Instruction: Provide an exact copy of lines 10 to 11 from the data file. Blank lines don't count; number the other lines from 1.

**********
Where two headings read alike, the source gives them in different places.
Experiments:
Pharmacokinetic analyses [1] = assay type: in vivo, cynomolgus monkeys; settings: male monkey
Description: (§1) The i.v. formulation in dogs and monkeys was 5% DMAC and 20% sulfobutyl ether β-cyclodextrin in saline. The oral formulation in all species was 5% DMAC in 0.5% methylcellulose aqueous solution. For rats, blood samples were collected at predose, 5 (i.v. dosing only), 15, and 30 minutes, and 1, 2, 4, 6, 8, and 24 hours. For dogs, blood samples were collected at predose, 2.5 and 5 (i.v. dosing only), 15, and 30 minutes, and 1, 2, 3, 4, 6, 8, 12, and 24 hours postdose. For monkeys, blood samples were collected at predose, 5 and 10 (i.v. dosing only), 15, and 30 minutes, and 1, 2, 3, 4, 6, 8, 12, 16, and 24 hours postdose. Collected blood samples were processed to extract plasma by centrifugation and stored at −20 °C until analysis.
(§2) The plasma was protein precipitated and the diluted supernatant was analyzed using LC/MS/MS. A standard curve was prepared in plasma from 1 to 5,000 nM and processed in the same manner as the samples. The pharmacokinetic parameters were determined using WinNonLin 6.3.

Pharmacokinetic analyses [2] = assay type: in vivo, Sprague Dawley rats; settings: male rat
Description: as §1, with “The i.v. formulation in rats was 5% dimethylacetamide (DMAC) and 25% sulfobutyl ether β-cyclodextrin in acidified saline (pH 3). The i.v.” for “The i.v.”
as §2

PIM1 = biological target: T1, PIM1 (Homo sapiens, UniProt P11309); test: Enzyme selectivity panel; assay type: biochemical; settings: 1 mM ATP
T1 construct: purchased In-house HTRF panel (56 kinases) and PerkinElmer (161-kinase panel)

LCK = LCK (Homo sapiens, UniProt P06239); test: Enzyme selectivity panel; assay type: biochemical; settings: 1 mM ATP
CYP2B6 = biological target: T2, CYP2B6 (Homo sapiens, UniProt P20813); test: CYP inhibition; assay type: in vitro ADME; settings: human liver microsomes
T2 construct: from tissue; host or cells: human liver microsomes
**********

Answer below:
T1 construct: purchased In-house HTRF panel (56 kinases) and PerkinElmer (161-kinase panel)

LCK = LCK (Homo sapiens, UniProt P06239); test: Enzyme selectivity panel; assay type: biochemical; settings: 1 mM ATP